Implicit bias was the topic of conversation at the most recent Naperville Neighbors United meeting.
School District 203’s Dr. Rakeda Leaks and District 204’s Jennifer Rowe lead the roomful of participants through different activities on the subject.
What is Implicit Bias?
But what exactly is implicit bias?
“I think when we’re talking about implicit bias it’s kind of those assumptions that we make, and oftentimes they’re unintentional, but we know just as other things such as racism, that the impact can be the same,” said Rowe, 204’s executive director for educational equity.
The crowd then broke off into smaller groups to discuss different biases found both in the media and themselves.
See If You Have Any Biases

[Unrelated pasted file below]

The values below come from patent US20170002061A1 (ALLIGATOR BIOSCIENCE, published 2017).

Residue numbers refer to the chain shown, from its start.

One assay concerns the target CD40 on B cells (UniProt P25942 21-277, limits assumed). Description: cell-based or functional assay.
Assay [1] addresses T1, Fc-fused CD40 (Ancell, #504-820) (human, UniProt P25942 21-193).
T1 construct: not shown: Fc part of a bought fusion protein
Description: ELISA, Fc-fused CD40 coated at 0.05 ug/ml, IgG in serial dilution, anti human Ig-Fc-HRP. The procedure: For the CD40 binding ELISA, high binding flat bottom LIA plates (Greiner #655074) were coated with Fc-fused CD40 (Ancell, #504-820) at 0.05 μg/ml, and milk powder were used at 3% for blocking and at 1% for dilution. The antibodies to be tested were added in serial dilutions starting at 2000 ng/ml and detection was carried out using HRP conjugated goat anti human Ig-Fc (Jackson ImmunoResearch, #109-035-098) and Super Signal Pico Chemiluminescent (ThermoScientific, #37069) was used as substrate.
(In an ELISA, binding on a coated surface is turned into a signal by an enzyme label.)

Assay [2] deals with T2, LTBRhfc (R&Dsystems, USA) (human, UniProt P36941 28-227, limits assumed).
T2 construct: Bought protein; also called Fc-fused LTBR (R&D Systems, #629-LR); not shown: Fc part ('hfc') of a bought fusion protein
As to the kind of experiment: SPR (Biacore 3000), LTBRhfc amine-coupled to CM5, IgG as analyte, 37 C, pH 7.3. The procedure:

Dr. Leaks suggested the online Harvard University Implicit Association Test as a way to identify biases you might not even know you have.
“It helps you to see what automatic associations you make about certain groups of people. And they have lots of different tests you can take,” said Leaks, 203’s executive director of diversity and inclusion. “You can take tests to see if you carry any biases based on gender, race, ethnicity, religion, age, weight or size. There are so many different ways you can look to see.”
Once those biases are identified, the best way to counter them is to branch out and talk to people different than you.
“When you’re extending yourself and able to have real conversations, I think sharing conversations and stories with people – that allows you to open up your perspective a lot more,” said Rowe.
Naperville News 17’s Casey Krajewski reports.
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